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Many times I have seen entrepreneurs open in a location a national chain has abandoned. Their reason for choosing the location is usually because “it was already set up for my business so I saved big on fixtures and finishes.” Really…that’s your reason for opening in that location? You really thought you could make it in a location abandoned by a national chain? Your two hundred a month advertising budget is going to bring people in when the national chain spends hundreds of millions a year and couldn’t make it there? Opening in a location abandoned by another business is rarely a good idea.
Another location mistake is opening a specialty business in a middle to lower class neighborhood. Their reason for this choice is usually, “I wanted to open my business close to where I live.” Choosing a location because it is close to where you live with no consideration to whether or not people in the area want or need your product or service is always fatal.
Poor choices in spending come in many forms. One of the most common is unrealistic expectations of business volume. Entrepreneurs are an optimistic bunch, so they have a tendency to over-estimate their opening volume of business. One young man I worked with was certain he was going to make it big so he opened a 2000 sq. ft. store. As it turned out, and it usually does, 1000 sq. ft. would have been sufficient. Even though there were usually customers in the store, the store always looked empty, which creates the impression the business is not doing well and potentially drives away customers. We solved the problem by partitioning off the rear half of the store and then his business looked like it was booming. It took several years for his business to grow to the point where the partition came down. The net result was he had to pay double what he should have been paying for rent and this caused him to struggle for years.
Another mistake is buying everything new. Because most new businesses only last a year, there are plenty of fixtures available that are in almost new condition and available for ten cents on the dollar. Look around before you call a vendor to purchase new.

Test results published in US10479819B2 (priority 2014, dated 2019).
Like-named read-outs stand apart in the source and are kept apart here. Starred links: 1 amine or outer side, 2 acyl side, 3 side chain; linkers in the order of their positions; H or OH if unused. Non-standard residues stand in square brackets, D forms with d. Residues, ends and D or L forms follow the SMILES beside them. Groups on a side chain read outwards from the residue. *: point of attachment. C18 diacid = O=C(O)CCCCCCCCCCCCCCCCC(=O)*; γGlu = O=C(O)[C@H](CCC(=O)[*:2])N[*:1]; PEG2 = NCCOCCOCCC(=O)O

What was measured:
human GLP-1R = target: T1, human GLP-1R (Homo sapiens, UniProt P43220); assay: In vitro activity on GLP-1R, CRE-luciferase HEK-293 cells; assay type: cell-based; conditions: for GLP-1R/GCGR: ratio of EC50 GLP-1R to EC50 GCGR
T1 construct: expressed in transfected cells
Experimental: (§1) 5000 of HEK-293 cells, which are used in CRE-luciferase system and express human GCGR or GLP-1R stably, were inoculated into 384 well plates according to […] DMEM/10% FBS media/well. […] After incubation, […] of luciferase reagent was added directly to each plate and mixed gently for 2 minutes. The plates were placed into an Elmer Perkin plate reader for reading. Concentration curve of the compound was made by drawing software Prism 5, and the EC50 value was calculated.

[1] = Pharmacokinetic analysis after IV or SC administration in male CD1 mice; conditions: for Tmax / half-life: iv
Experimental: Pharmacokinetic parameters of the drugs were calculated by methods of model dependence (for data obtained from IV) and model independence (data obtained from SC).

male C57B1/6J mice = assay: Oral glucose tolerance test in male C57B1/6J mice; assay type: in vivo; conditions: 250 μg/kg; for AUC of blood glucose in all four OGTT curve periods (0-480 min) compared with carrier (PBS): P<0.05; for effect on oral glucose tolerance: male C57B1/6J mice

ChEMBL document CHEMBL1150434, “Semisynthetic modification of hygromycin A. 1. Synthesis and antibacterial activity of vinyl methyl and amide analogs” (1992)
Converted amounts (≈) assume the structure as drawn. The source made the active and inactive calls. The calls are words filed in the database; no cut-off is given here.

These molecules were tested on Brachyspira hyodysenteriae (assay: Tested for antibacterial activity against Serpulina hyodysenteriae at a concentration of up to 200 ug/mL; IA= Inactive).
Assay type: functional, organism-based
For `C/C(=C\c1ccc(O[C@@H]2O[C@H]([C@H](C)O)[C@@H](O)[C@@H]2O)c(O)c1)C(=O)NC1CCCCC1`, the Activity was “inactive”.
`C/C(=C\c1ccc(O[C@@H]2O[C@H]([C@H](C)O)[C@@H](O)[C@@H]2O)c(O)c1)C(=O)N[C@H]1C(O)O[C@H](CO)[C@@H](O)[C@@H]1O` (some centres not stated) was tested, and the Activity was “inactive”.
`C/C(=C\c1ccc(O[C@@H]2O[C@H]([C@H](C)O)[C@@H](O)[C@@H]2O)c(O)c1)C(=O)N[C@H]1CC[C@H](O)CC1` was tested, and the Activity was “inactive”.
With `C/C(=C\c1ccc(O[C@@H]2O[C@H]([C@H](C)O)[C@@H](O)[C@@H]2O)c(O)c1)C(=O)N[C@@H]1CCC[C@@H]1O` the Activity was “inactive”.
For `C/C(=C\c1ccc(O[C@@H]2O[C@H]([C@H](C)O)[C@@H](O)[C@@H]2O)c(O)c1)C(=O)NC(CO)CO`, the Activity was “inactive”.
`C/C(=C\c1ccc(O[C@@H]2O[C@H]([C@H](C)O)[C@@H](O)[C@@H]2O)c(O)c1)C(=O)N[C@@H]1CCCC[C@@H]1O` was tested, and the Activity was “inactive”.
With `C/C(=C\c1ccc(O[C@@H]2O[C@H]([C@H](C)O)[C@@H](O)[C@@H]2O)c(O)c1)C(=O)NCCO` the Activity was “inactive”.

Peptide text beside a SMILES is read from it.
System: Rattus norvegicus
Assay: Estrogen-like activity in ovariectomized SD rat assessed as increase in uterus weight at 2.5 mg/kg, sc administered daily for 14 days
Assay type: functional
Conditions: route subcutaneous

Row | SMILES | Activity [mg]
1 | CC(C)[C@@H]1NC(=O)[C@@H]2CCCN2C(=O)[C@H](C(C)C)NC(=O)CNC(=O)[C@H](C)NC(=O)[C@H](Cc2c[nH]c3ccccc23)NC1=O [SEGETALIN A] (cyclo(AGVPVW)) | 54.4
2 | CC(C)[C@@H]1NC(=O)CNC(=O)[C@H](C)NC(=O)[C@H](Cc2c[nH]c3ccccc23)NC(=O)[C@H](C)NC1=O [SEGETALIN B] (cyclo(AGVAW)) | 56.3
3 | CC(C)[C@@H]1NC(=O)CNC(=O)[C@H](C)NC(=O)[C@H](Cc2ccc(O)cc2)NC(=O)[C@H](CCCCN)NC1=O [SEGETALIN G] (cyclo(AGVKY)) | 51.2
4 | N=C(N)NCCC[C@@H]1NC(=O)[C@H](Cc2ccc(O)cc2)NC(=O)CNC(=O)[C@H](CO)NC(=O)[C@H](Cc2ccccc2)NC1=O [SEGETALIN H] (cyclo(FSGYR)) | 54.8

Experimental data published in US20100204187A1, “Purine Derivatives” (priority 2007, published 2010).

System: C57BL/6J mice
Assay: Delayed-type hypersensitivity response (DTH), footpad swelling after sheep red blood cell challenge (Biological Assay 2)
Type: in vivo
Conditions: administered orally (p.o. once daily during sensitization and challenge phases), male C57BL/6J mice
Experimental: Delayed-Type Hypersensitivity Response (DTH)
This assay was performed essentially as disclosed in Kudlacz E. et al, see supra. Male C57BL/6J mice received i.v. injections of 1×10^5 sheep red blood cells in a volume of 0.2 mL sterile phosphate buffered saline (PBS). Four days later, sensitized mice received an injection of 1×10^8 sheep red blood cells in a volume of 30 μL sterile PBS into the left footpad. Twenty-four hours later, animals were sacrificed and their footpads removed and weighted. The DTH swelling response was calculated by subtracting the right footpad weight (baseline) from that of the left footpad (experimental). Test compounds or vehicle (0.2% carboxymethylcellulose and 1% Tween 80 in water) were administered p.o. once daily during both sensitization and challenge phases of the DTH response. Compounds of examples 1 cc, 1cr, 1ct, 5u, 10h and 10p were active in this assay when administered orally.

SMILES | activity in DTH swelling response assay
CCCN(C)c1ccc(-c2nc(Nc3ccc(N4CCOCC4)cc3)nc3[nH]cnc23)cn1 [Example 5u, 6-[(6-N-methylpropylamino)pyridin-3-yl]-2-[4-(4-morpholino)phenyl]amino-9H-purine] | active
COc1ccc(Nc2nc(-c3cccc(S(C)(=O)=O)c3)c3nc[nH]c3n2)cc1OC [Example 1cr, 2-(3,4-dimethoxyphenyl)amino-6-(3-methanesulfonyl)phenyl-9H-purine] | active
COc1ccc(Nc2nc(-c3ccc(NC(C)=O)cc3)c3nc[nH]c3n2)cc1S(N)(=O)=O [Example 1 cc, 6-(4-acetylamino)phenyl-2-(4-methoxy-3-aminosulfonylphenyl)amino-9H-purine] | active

You should always ask yourself if your purchase will make you money. I was contacted by a woman who had just opened a clothing resale shop and was having cash flow problems. We went over her books and I found numerous examples where she had spent money that would return nothing to the business. One such example was she had spent $185.00 to have her logo imprinted on her checks. I asked her if she thought having her logo on the checks would generate any business for her. On reflection she realized the only thing the recipient of the check would be concerned about is if the check cleared! I asked her if the $185.00 would have come in useful now, see admitted yes.
The last problem we will discuss is the failure of new business people to seek out advice and training. Entrepreneurs are an independent bunch; doggedly determined to do things their way. The very thing that makes them want to own their own business is usually what makes them fail. Unless you are in some cutting edge business, everything you are going to do has been done before. Why not learn from other people’s mistakes so you do not make then yourself. Join discussion boards or groups for entrepreneurs. Ask lots of questions; you will find most successful people enjoy helping newcomers. Seek out training in such things as management, customer service, and anything related to the operation of your business.
By Mark Fleming, Executive Director, Academy of Business Training
In my 40 years of business I have seen many businesses come and mostly go. The primary reasons for the high failure rate are lack of management experience and undercapitalization. In this article I am going to discuss what I find to be the most common mistakes made due to a lack of management experience.
There are three common management mistakes that are almost always fatal: 1) poor choice of location, 2) poor spending habits, and 3) failure to seek out advice and training.
I’m sure you’ve heard the adage, “What are the three most important considerations when opening a new business…location, location, location.” Truer words were never spoken, yet I repeatedly receive calls from entrepreneurs seeking advice on how to save their business when location is the primary problem.